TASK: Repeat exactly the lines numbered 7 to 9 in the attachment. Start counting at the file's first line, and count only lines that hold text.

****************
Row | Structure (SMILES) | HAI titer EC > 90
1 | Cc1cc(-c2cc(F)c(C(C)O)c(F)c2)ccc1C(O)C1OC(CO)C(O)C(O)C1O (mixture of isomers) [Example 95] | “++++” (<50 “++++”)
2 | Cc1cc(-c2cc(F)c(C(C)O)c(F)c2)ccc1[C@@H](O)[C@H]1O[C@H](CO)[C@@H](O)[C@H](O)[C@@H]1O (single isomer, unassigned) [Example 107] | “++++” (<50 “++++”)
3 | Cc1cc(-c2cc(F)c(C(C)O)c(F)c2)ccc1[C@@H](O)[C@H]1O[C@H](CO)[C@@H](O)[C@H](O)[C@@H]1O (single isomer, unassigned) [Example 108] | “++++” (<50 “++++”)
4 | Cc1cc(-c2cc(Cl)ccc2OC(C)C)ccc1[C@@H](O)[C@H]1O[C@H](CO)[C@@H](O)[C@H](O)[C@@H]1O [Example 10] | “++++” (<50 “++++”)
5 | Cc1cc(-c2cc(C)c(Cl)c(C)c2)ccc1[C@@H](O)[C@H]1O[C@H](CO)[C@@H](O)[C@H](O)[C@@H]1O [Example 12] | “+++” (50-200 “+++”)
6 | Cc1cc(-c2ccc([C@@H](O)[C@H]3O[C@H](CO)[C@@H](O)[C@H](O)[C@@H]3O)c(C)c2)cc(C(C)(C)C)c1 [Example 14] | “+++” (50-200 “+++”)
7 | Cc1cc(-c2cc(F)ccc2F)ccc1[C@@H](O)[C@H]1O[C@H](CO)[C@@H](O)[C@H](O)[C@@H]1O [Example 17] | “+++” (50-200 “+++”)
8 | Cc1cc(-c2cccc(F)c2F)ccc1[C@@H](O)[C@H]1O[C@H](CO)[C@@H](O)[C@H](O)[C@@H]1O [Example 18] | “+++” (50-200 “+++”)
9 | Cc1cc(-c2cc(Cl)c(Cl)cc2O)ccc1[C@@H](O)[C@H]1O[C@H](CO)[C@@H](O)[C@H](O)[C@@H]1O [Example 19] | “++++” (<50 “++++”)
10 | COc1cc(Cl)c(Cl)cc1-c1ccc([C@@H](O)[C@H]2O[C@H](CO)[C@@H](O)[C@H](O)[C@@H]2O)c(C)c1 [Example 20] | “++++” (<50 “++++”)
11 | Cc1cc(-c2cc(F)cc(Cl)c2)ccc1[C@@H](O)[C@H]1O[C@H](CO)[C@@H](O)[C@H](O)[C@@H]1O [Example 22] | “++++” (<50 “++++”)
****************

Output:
6 | Cc1cc(-c2ccc([C@@H](O)[C@H]3O[C@H](CO)[C@@H](O)[C@H](O)[C@@H]3O)c(C)c2)cc(C(C)(C)C)c1 [Example 14] | “+++” (50-200 “+++”)
7 | Cc1cc(-c2cc(F)ccc2F)ccc1[C@@H](O)[C@H]1O[C@H](CO)[C@@H](O)[C@H](O)[C@@H]1O [Example 17] | “+++” (50-200 “+++”)
8 | Cc1cc(-c2cccc(F)c2F)ccc1[C@@H](O)[C@H]1O[C@H](CO)[C@@H](O)[C@H](O)[C@@H]1O [Example 18] | “+++” (50-200 “+++”)